This is a distinction we desperately need to get clear. There are many Christians who are convinced – based on their despair, regret, and self-loathing – that they are repentant. But in reality, they are not repenting at all. Jack Miller helps to elucidate the difference in his excellent little book on Repentance:
Penance… is a religious attitude deeply rooted in the human heart which prompts people to attempt to pay for their own sins by good works and sufferings. Self-justification is the goal of this effort. In practice this means that humanity always has one more scheme for getting things right with God and their conscience. Sinners doing penance always say in their hearts, “Give me one more day, a new religious duty, another program, another set of human relationships or a better education, and then things will come right-side up.
They are preparationists – that is, sinners who are forever getting ready for grace. They want to make themselves worthy of grace so that God will reach out to them once this work of preparation is completed… But they do not know that this is a terrible insult to God and His grace. In their pride they are attempting the impossible… if we are grafted into Christ, if we are rooted in Christ, then we can grow in grace. But we will never have the power to grow into grace as a work of moral reformation.
Therefore, anyone doing penance is sadly mistaken. Things cannot come right for such people. They cannot pay for their sins, because they poison all the best gifts of God. Send them to church and Christian schools for a lifetime and they will never come to know rightly a single thing about the living God and his mercy in Christ. For in their heart of hearts, they are proud – infinitely proud – perhaps without having the slightest idea that this is their basic problem. Having but themselves as the ground of their hope, they will not see the glory of Christ until the Spirit grants them “repentance to life,” which included a genuine turning from penance. In brief, they must repent of their penances.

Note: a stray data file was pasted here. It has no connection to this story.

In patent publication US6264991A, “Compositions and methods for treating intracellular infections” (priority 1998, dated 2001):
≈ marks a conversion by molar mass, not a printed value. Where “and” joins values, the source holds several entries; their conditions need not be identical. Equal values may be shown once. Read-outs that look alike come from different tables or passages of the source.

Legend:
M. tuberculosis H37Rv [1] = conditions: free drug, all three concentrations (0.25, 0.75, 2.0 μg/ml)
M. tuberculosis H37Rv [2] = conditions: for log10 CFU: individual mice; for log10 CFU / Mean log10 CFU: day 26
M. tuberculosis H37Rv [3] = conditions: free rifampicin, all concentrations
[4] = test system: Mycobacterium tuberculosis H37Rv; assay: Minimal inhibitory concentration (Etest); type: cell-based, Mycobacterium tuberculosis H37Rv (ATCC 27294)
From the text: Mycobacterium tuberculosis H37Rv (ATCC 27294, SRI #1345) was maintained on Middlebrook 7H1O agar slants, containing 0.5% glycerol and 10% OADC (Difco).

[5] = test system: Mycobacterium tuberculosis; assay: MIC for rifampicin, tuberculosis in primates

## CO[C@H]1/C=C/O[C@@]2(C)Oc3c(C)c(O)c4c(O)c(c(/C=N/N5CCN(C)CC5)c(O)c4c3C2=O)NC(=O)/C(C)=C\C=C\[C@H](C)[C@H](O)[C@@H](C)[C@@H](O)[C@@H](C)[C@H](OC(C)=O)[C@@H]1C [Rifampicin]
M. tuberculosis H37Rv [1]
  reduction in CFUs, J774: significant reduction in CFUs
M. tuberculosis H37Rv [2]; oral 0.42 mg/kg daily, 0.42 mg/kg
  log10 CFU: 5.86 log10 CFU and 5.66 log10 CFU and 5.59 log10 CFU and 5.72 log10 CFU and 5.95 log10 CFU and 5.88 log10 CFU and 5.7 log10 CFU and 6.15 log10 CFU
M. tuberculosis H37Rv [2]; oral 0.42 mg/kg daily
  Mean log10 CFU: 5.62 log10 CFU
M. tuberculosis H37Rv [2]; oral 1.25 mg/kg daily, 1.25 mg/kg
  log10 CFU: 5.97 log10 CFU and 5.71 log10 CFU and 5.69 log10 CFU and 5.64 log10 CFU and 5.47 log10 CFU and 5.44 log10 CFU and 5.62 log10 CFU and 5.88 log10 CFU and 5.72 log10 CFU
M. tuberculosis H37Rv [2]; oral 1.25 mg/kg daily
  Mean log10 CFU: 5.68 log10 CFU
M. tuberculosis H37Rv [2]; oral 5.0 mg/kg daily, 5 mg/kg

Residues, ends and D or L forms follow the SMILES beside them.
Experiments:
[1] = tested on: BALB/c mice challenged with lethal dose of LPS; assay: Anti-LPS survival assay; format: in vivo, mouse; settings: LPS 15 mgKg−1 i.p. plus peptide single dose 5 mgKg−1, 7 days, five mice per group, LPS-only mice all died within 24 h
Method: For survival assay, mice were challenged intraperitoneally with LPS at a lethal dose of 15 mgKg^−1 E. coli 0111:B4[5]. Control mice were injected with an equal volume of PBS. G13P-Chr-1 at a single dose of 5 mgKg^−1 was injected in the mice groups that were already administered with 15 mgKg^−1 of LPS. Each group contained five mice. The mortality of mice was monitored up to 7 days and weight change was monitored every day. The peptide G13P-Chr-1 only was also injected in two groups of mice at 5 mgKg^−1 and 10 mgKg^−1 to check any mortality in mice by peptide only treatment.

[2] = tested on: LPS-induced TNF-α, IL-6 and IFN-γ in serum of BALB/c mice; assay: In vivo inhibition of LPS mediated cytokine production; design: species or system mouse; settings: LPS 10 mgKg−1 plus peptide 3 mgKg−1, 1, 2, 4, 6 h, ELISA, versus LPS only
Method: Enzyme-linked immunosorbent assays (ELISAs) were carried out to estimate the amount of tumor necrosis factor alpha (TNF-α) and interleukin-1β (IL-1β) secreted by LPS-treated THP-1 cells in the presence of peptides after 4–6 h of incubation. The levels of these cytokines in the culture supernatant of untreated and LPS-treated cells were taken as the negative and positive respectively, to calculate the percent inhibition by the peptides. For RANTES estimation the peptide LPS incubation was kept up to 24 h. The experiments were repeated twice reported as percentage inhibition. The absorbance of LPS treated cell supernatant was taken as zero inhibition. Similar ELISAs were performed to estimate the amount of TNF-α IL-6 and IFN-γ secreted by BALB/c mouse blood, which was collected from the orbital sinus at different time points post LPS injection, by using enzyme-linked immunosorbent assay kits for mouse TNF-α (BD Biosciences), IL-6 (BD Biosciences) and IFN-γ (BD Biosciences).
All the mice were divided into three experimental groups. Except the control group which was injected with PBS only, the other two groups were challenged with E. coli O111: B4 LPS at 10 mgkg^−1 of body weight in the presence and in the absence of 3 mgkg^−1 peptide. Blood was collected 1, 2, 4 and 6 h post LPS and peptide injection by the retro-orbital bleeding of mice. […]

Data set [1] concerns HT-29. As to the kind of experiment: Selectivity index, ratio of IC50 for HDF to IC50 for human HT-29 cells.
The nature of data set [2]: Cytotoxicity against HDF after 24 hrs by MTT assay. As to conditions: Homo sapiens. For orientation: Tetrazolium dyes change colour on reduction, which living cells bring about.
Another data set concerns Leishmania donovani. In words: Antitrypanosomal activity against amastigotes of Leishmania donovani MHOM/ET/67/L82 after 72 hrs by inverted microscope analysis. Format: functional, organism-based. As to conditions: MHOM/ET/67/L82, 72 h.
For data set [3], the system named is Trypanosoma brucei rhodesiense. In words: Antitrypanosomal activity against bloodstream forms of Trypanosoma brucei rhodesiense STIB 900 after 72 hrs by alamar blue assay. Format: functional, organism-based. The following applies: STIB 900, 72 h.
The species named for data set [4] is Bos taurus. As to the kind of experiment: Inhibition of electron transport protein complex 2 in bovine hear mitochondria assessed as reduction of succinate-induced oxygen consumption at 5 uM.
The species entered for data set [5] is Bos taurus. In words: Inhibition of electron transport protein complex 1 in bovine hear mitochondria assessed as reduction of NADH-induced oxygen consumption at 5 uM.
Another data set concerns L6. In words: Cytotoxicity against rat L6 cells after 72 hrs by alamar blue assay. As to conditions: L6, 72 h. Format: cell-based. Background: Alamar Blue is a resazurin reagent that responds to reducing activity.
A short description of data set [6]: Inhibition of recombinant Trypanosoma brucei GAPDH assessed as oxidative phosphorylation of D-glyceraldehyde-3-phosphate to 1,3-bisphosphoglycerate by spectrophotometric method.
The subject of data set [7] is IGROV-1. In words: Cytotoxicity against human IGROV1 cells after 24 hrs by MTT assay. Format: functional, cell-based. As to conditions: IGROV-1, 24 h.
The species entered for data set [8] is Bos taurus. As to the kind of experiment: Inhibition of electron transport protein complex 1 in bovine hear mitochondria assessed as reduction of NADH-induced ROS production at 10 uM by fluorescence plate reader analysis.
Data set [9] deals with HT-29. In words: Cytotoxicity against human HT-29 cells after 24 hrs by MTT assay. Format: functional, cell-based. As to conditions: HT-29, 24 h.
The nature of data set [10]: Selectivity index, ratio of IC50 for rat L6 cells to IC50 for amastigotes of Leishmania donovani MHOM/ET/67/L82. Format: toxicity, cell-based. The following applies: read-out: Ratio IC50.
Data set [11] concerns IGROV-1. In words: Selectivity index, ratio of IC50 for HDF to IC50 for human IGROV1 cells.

This matter is very tricky. Self-deception goes right along with self-trust and self-justification (Jer 17:9). You may say, “But you don’t know how earnestly I pray for God’s help. I have shed many tears over my sins.” But friend, this cannot work, because at bottom you are still asking God to baptize your sin – to Christianize an essentially lustful heart by making you a little less nervous and a little more patient. The Heavenly Father, however, does not hear your prayers, because you are in reality asking Him for help so that you can continue to live a life which is independent of God.
What these people seek from God is enough grace to be strong in themselves. They do not need or want a constant flow of water from heaven.
…The repentant person repudiates this whole process with its self-justification and pretense. For truly repentant sinners have discovered, through the renewing work of the Holy Spirit, that all their doing is full of sin. Their doing is the source of their wretched emptiness, their black depression and their self-despising. But now they have come undone. They turn from their sinful doing and trust in what Christ has done. This is the essence of repentance.
– from C. John Miller, Repentance (Fort Washington, PA: CLC Publications, 2010), 17-20.